I wish I could attend your webinar on enabling more health researchers in Africa to effectively publish their work but, ironically, I will not be able to get to the Internet at that time .
For medical students interested in advocacy, action and debate, the last weekend of Easter provided all three in buckets at two of the biggest conferences on the UK Medical Student calendar. The BMA Medical Students Conference
Ginny Barbour, Chief Editor PLoS Medicine, and Neil Pakenham-Walsh, Coordinator, HIFA2015 and CHILD2015 Co-director, Global Healthcare Information Network A few weeks ago HIFA2015 and PLoS collaborated on a webinar “Can Open Access publishing provide Healthcare
Guest blogger, Jessie McGowan, ponders why there are so many barriers to using, adapting and implementing clinical practice guidelines. I have been working on a project of clinical practice guideline (CPG) adaptation with the Canadian
Today, there are ever more pressing needs for up-to-date information to be quickly available and easily accessible. This has never been more true than in the field of disasters, where slowness in sharing knowledge can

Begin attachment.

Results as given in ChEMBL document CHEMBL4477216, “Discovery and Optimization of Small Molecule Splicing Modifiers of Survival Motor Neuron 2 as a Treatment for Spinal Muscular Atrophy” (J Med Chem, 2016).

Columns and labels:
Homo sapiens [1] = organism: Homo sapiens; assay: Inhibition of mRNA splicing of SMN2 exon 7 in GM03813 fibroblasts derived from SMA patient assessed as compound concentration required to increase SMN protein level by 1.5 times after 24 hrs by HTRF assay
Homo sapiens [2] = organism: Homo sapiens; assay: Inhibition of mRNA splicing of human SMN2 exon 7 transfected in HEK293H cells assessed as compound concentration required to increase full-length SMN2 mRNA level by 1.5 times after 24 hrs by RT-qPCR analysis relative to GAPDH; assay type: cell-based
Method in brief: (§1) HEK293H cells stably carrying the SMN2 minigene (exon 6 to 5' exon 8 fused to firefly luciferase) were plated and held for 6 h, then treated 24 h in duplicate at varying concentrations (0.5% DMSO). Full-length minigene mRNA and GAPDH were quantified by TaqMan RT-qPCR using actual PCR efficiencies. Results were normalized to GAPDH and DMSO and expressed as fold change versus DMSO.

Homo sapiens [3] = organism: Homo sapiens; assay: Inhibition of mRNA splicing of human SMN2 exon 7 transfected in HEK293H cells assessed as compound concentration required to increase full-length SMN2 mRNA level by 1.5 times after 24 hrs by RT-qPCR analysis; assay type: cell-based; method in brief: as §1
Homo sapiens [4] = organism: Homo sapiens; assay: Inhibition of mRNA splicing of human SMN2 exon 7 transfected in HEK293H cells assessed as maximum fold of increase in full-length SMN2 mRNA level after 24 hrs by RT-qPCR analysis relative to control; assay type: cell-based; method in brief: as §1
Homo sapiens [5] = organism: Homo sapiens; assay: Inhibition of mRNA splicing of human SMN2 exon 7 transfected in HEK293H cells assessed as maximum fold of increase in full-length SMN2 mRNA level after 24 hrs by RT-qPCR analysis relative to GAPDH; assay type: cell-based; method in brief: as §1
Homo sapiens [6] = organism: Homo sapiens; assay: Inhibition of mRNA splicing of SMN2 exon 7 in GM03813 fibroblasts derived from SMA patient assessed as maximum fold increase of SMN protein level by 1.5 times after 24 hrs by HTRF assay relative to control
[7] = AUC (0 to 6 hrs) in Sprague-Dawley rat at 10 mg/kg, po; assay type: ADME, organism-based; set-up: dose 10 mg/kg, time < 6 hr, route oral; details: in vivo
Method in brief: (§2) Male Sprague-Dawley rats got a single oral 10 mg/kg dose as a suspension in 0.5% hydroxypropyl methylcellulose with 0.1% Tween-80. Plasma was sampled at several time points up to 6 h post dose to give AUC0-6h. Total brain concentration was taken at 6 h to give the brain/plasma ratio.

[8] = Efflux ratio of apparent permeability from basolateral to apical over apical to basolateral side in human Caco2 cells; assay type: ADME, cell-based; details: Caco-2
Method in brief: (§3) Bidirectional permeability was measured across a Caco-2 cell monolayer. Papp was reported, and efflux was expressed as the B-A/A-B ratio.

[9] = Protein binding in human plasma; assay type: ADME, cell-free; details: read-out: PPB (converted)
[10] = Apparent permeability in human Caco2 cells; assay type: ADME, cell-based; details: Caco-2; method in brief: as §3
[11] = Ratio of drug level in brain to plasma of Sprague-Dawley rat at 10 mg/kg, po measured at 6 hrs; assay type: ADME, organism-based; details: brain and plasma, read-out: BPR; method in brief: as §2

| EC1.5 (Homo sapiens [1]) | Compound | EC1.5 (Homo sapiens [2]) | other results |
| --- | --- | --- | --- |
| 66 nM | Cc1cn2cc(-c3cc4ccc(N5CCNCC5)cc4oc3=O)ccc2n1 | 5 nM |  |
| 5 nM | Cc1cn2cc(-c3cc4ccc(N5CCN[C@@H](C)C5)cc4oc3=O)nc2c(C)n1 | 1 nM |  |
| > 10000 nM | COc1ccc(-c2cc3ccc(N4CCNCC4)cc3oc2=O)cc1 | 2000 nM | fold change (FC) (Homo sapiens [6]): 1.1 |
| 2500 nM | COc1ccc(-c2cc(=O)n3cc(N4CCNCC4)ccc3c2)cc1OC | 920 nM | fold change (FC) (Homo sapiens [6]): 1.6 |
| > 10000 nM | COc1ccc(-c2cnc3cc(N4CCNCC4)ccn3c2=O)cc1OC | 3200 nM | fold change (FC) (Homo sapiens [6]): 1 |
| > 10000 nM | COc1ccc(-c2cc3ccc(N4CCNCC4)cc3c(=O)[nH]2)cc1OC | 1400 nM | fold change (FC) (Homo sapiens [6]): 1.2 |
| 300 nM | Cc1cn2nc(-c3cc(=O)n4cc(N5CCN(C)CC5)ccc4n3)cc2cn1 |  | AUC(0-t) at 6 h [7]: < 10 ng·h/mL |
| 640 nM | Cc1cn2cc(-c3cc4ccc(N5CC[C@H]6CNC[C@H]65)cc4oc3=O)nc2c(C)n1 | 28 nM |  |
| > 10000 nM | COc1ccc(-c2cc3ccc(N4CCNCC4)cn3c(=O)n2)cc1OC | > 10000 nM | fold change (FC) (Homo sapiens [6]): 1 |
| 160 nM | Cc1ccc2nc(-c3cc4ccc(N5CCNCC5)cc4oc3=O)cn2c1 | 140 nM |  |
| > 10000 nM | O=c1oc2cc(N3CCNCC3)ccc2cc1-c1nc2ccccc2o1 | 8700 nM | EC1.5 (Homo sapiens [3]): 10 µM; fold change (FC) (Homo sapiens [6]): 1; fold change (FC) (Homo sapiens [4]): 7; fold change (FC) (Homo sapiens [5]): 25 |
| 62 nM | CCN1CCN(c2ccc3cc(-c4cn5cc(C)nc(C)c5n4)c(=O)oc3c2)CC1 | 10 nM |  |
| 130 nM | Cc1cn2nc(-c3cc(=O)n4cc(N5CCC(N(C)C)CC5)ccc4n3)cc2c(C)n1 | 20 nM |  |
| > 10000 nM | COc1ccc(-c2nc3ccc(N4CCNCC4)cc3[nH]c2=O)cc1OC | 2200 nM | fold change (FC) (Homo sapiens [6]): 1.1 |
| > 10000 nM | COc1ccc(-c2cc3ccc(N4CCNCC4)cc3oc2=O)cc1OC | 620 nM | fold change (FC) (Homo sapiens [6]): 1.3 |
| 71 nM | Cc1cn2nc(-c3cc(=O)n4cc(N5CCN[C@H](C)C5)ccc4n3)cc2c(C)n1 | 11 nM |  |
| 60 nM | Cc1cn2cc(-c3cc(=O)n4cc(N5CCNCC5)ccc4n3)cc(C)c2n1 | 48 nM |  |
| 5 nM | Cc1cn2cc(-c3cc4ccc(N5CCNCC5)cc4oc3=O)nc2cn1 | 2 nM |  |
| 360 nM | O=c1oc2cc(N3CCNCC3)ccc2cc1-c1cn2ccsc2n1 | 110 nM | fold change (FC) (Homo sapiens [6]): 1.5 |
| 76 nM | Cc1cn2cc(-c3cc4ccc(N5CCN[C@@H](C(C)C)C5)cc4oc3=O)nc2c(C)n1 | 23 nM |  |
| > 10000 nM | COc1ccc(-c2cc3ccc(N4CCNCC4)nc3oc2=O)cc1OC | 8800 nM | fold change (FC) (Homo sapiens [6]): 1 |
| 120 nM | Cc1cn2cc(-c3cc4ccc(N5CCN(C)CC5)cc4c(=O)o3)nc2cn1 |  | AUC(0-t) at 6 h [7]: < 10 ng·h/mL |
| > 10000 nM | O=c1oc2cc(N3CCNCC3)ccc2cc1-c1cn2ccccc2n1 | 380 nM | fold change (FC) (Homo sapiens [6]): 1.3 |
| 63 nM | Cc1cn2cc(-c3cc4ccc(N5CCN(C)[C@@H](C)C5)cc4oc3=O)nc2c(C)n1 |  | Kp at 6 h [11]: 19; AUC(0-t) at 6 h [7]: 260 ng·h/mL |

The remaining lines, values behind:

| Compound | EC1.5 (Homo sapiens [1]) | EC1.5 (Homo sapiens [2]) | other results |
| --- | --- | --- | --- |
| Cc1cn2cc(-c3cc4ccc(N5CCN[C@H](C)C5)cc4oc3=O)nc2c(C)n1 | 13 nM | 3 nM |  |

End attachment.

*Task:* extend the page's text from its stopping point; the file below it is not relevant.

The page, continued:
Those of you with more than a passing interest in publication bias and other threats to the integrity of the research literature may have noticed the publication of a study in this week’s PLoS Medicine
As a project manager for MSF (Médecins Sans Frontières/Doctors Without Borders), a medical emergency humanitarian agency, I attended this year’s South by Southwest (SXSW) festival in Austin, Texas, in the company of a friend and
PLoS/HIFA2015 Webinar, 28th March 2012: Can Open Access publishing provide Healthcare Information For All by 2015?
You are invited to attend the first HIFA2015 Webinar, supported by PLoS, the Public Library of Science, a HIFA2015 Supporting Organisation and a leading publisher of open access journals. Date: 28th March 2012 at 15:00-16:30h
You’ve finally managed to satisfy the difficult reviewer and the pesky editors, and your manuscript has been accepted for publication. It has taken many many hours of often frustrating work but it can now be
I recently got alerted to this great post from R. W. Donnell, an internist in Arkansas who posts as Notes from Dr RW , on what medical journalists should be expected to know before they